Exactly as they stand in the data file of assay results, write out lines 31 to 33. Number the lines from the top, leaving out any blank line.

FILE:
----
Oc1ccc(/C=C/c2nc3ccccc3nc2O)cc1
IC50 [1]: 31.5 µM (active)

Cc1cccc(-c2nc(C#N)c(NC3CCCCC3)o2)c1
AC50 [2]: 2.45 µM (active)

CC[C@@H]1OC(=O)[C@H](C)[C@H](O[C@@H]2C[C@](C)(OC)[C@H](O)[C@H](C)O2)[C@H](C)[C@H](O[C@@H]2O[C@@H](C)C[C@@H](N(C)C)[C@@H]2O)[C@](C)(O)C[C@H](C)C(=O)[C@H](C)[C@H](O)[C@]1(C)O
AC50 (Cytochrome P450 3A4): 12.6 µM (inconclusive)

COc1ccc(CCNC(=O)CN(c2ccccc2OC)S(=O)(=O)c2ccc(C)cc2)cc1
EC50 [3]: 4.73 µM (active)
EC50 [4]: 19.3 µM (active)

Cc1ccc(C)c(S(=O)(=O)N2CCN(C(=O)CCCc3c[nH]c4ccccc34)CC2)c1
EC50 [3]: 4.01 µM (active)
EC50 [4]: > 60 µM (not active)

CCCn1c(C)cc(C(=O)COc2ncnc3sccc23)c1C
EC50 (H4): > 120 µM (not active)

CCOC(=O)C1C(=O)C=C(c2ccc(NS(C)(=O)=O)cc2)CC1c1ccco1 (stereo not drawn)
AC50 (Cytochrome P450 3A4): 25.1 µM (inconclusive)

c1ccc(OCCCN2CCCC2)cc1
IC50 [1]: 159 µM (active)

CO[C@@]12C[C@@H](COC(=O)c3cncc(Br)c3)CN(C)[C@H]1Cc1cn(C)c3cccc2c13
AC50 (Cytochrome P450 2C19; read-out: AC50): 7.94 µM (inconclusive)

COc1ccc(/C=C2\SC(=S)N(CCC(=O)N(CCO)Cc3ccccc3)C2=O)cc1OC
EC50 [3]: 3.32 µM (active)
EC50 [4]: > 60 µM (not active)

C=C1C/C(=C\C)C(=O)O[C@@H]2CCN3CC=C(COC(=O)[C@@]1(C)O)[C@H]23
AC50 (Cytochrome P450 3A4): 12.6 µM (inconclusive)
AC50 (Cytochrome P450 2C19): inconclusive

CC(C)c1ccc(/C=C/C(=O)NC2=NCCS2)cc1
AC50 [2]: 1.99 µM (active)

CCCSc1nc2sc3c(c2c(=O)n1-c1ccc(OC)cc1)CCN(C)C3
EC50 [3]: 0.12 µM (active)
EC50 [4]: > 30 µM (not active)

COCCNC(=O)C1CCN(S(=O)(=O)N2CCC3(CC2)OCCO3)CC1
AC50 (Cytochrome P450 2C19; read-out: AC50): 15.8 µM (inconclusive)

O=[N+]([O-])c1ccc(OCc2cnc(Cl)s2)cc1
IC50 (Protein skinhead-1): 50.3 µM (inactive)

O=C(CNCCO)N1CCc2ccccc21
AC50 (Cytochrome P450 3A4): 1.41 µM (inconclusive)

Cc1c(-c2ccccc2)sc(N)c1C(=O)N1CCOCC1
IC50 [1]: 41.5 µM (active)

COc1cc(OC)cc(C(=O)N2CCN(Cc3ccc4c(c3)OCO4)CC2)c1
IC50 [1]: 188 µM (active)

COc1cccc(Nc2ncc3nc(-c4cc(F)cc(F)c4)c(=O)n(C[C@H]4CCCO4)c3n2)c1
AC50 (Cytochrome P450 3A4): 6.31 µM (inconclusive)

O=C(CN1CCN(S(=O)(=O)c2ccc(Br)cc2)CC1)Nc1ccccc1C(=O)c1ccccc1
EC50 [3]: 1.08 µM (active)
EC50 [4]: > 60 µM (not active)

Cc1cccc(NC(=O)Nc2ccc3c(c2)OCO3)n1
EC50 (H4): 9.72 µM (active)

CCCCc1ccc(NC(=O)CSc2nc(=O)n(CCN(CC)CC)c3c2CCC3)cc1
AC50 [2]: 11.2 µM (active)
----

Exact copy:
EC50 [4]: > 30 µM (not active)

COCCNC(=O)C1CCN(S(=O)(=O)N2CCC3(CC2)OCCO3)CC1
AC50 (Cytochrome P450 2C19; read-out: AC50): 15.8 µM (inconclusive)